(6C) 1973-1975: A most rewarding outcome, during the 7 years of residence near GERALDTON, was our private purchase (in 1974) of 106 acres of two unique and mostly undisturbed remnant parcels of the original heath-scrub habitat at Howatharra, in the Moresby Ranges, about 19 miles NNE. of Geraldton. This later evolved into a completely fenced private sanctuary, which we then named “HOWATHARRA HILL RESERVE”. Elevations at this site range from + 600 to 700 feet in the higher areas, down to + 400 to 500 feet in the low-lying sections. The reserve is located in the flat-topped hills along the Howatharra-Nanson Rd., about 6 mi. inland (east) from the Indian Ocean coastline at Coronation Beach. It is now owned and managed by the W.A. Dept. of Conservation & Land Management (“C.A.L.M.”), where it has been officially designated as their “Class A Reserve No. 40587". The negotiations for this transition (from private ownership to govt.) were undertaken on our behalf by Dr. A.A. Burbidge, in 1987-88. [See the W. Aust. magazine,“Landscope”, Vol.4(2): 43-46, Summer of 1988, under “Moresby Range” (pp.45-46).] See also a small 32-page (9.5 x 22 cm.) golden-brown booklet, introducing this unique remnant of the Geraldton region's rich floral heritage: “Howatharra Hill Reserve in Western Australia” (printed for us in 1977 by Geraldton Newspapers). A few copies are still available @ $8.00/ea directly from the author, at P.O. Box 277, Hereford, AZ 85615. To confirm availability, send email to noel (AT) sevenbackyards.org. (Don't hold your breath awaiting a reply; if wanting ANY reply at all, be sure to include your phone number!)

This booklet presents a brief overview of the diverse native flora and fauna now permanently protected within the boundaries of the reserve. [Click here to see a reproduction of the full text of the original booklet, OR selected color photos of the Howatharra flora and habitat.] Over most of the reserve, numerous spp. of small to large woody, evergreen sclerophyll shrubs form a dense, blanket-like cover (with variable openings here and there), which looks (when viewed from a distance) startlingly like certain coastal chaparral formations of southern California (particularly in San Diego Co.), but entirely different plants are involved, of course — a textbook example of botanical convergence on every side! Many of the plants protected here are endemic to this region of Western Australia—a state widely known for its stunning floristic diversity and endemism (amounting to about 85% at the species-level).

Our “Howatharra Hill” project was (potentially) prime real estate at the time (complete with hilltop ocean views, etc., etc.). A local real estate “developer” came sniffing and drooling around, soon after we had completed our formal purchase of the parcel, but it was by then too late for him to bulldoze his way to Big Profits (we got there first!!) — a most heart-warming conservation outcome, for once! CONSEQUENTLY, you can go there today and see almost exactly what I first saw (and fell in love with) 4 decades ago, in October of 1968....This is a story with a completely happy ending: a virgin remnant of the Geraldton region's unique and fast-vanishing native botanical treasure secured, and now permanently protected by “Class A Reserve” status at HOWATHARRA HILL!....And, since our sale of the original (106 ac.) parcel to C.A.L.M., Mr. Cliff Royce (Howatharra farmer and nearest neighbor) contributed an additional 490 acres of his own land to our former reserve, immensely enhancing its chances for longterm viability. This was done as a memorial to his wife, who deeply loved the native flora of the district....[see also the Howatharra booklet, p.9, 4th paragraph]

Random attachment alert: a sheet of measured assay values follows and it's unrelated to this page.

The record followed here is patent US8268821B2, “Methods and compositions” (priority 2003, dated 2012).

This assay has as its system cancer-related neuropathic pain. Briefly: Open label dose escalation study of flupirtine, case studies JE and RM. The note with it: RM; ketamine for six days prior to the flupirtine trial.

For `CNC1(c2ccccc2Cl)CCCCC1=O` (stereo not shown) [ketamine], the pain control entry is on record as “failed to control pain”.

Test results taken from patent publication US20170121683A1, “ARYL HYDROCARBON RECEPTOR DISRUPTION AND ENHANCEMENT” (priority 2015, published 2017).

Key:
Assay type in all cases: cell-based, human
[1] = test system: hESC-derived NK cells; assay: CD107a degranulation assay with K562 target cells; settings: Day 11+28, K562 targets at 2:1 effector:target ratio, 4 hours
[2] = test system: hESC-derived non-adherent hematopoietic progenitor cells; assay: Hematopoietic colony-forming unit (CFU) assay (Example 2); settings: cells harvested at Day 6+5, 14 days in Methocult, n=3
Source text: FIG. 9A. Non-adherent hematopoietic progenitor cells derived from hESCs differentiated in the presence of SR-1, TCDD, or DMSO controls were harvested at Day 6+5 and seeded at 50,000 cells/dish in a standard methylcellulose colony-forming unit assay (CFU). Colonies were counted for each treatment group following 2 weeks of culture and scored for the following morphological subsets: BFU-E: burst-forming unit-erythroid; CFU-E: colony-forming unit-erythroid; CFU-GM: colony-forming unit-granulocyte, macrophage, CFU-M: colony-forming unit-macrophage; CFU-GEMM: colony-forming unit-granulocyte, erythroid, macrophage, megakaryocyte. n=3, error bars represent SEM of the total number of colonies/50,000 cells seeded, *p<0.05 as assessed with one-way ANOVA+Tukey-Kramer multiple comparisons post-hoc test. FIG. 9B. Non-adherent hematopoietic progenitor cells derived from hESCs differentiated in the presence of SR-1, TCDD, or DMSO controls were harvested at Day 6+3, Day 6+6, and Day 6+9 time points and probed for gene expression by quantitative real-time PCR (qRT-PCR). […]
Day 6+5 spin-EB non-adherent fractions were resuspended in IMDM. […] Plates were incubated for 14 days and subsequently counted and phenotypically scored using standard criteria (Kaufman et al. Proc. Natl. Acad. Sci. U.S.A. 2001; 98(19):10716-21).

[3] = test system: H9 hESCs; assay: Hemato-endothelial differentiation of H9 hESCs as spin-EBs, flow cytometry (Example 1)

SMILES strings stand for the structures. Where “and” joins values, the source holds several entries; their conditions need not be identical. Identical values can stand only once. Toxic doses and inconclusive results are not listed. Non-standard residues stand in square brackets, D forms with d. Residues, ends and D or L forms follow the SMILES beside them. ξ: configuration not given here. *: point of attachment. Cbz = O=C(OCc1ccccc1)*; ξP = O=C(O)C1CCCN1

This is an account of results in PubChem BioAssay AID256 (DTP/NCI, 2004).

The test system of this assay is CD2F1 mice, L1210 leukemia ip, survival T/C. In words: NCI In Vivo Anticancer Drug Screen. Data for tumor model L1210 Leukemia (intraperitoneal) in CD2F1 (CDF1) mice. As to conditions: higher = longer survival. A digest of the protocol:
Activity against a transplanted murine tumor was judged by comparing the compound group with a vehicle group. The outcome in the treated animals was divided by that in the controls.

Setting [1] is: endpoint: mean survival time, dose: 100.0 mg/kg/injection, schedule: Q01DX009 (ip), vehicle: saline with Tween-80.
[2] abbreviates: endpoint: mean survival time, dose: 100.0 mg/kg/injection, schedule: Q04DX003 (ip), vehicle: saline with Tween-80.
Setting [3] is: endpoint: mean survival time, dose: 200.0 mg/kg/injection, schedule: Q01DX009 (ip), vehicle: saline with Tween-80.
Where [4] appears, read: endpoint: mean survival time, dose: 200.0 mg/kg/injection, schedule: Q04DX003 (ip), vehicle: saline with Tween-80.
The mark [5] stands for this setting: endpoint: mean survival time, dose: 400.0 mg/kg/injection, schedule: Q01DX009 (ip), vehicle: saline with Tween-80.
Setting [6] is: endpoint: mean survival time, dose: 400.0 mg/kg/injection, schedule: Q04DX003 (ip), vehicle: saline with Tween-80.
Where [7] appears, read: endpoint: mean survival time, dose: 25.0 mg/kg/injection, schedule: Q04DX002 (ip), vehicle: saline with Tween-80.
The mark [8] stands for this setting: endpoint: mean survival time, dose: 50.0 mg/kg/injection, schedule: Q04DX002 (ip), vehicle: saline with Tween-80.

(7) 1979-2008: After 41 years of highly rewarding “backyard mothing adventures”, in six other locations on the planet, I finally returned to a locality that I had long held in memory (due to intriguing earlier visits to this region with my father, in 1949 and 1950)—the SW. corner of COCHISE COUNTY, in the SE. corner of ARIZONA. In January of 1979, we settled into a “Moth-er's Paradise” here on 5 acres (purchased in 1980), in the SE. foothills of the HUACHUCA MTS., at 5354 Ash Canyon Rd., to begin what would turn out to be my longest continuous stay in any single locality to date (30 consecutive years resident here, as of Dec. 2008). My lifelong natural inclinations, to collect and study the local (macro) moth fauna, immediately re-surfaced here in 1/79, leading finally to this website presentation of ASH CANYON MOTHS 3 decades later.

The Family Noctuidae and their kin (i.e., includes six other related noctuoid families) dominate the macro-moth fauna in this part of southern Arizona, totaling close to 500 spp. documented from our 5 acres in Ash Canyon (Backyard No. 7), or more than half of all the “macro” species listed for this location! The G.P.S. co-ordinates for our land are centered on 31° 23.17' N. and 110° 14.28' W, at the driveway entry, and the elevation here is 1575 meters or approx. 5,170 feet (C.D. Ferris readings). All of my earlier printed labels state “5,100 feet elevation ”, but it's actually closer to 5,200 ft.— take your pick! (I shall not be re-writing the old labels anytime soon!)
Seven Backyards

Preface

OVERVIEW

Moths and Memories

Dedication

Where Are the Specimens Now?

ASH CANYON FIRE (2011)


Background and Introduction

Elfin Forests, Worldwide: MAQUIS / FYNBOS / KWONGAN / MATORRAL / CHAPARRAL

About The Backyard Concept

Motivations: Why Publish This Material?

Summarizing How These Projects Evolved

About the Photographs

Bias in Photo Representation

Moth Identifications

Taxonomy & Classification (the names)

About Moth Families & Subfamilies

Some Thoughts About Moth Surveys

Abundance Ratings Defined (8 Categories)

About the Flight Periods

Interpretation of the Flight-Phenograms

Miscellaneous Comments on Black Lights

Peculiarities of Moth Activity

Prime Time = Full-Moon-Plus-Ten

How To Obtain Perfect (Moth) Specimens

To Kill Or Not To Kill??

Beating or Sweeping for Larvae

ACKNOWLEDGEMENTS & DETERMINATIONS

Miscellaneous Tidbits Dept.

PHOTO CREDITS